women business owners

Investing in marketingWomen business owners get it - marketing is bound to make a big difference in their businesses. According to a national survey of women business owners (WBOs) conducted by Web.com Group, Inc. and the National Association of Women Business Owners (NAWBO), nearly three quarters (73%) of WBOs plan to invest more in marketing in 2013.

Specifically, they will invest in social media marketing (36%) and search engine optimization (SEO) (36%). In fact, nearly half (44%) predict that social media and SEO are the future of small business marketing.

Interestingly, WBOs anticipated that traditional outreach approaches, including print and direct mail (1.6%), online advertising (4.4%) and email marketing (6.2%), will have less impact on small business marketing in the future.

When considering what marketing tactics currently have the greatest impact on a business’ bottom line, more than half (52%) of respondents indicated that website design and maintenance was very important, followed by social media marketing and SEO (38%) and email marketing (25%). WBOs also indicated that LinkedIn (27%) is the most valuable social media platform to them, followed by Facebook (26%), YouTube (18%) and Twitter (17%).

If you’re a woman business owner, do you agree with the majority of respondents in this survey?

If you could advise these respondents about marketing their small businesses, what would you say?


Kudos to American women business owners! “The State of Women-Owned Businesses Report: A Summary of Important Trends, 1997–2012 ” commissioned by American Express OPEN, demonstrates that the rate of growth in the number of women-owned enterprises over the past 15 years remains higher than the national average—currently the number of women-owned firms is growing at 1½ times the national average.

Check out some of the accomplishments:

  • Women-owned and equally owned firms together represent 46% of U.S. firms and contribute 13% of total employment and 8% of firm revenues.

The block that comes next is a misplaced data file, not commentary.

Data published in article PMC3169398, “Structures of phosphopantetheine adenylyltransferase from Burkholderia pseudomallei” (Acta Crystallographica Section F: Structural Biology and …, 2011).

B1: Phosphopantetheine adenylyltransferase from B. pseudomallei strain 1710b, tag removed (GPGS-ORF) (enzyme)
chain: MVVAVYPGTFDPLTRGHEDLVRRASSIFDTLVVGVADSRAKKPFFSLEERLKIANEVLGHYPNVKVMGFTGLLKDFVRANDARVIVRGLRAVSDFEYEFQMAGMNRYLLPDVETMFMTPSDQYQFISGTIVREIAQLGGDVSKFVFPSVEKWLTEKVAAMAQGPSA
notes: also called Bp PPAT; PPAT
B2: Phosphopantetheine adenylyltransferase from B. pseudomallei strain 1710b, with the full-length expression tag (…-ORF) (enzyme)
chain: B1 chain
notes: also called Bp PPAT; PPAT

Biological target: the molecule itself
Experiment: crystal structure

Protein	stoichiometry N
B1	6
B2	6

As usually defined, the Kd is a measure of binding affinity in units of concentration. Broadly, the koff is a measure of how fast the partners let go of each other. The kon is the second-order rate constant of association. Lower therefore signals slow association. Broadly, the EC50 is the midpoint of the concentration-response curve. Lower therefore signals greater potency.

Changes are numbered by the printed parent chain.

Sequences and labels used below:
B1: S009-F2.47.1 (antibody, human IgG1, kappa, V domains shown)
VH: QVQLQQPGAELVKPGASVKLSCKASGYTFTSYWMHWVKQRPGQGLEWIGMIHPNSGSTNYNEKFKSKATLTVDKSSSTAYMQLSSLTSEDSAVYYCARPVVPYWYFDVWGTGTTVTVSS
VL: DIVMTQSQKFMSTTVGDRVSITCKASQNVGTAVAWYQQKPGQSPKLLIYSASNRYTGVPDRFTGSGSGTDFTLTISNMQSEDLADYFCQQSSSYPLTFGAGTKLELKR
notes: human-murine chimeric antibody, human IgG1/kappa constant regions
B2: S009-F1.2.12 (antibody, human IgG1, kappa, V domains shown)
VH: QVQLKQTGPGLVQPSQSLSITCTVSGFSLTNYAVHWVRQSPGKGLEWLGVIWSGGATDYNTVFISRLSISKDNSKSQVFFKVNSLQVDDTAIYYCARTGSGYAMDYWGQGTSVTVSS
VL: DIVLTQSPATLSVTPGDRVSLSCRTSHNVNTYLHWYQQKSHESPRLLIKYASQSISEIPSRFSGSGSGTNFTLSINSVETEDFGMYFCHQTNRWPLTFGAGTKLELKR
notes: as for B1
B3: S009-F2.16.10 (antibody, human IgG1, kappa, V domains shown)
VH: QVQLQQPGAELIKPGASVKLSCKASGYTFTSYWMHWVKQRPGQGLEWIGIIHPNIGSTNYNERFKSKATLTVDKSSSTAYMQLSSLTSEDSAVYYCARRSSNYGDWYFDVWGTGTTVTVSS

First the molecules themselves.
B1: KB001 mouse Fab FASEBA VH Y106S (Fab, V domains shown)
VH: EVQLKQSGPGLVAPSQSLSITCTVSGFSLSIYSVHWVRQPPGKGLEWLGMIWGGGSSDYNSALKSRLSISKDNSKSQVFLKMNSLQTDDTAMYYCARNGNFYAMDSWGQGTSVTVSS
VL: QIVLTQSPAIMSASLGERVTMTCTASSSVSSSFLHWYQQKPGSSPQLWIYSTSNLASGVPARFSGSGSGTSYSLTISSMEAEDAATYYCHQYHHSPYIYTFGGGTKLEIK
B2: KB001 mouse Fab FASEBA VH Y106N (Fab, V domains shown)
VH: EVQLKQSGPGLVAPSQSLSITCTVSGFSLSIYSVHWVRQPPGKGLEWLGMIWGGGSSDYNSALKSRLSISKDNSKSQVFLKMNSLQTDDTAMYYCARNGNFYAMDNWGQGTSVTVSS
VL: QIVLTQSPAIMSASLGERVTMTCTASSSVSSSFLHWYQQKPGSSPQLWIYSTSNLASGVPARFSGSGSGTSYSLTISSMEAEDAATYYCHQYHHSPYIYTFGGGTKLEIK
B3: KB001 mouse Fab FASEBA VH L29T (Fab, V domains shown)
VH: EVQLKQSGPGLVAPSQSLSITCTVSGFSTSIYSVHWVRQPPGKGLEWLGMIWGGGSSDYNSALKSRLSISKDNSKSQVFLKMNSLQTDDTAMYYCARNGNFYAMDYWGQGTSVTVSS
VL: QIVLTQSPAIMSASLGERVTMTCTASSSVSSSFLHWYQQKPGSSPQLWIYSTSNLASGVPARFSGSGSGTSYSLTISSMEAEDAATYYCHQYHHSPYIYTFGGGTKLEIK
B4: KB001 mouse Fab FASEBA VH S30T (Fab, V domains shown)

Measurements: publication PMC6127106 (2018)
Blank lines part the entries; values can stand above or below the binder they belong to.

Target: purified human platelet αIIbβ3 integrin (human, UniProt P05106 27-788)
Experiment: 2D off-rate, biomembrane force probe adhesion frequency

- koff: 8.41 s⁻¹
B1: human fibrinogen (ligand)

• The industries with the highest concentration of women-owned firms are: health care and social assistance (53% of firms in this sector are women-owned, compared to a 29% share overall), educational services (45%), other services (40%), and administrative and waste services (37%).
  • Women-owned firms are standing toe-to-toe with their industry peers—meaning that an equal share of women-owned firms in the sector are generating in excess of half a million dollars in revenues annually—in two industries: construction, where fully 13% of women-owned firms and 11% of all construction firms are pulling in $500,000+ per year; and in transportation and warehousing, where 6% of each are generating $500,000 or more in revenues.
  • Women-owned firms have largely held their own against the recent tide of very large corporate growth, however, faring much better than all other privately held firms.
  • Women-owned firms match overall sector growth in four industries: administrative and waste services, professional/scientific/technical services, transportation and warehousing, and accommodation and food services.

So, let’s collectively salute the women who have made tremendous “progress in a difficult economic environment.” Wuhoo!

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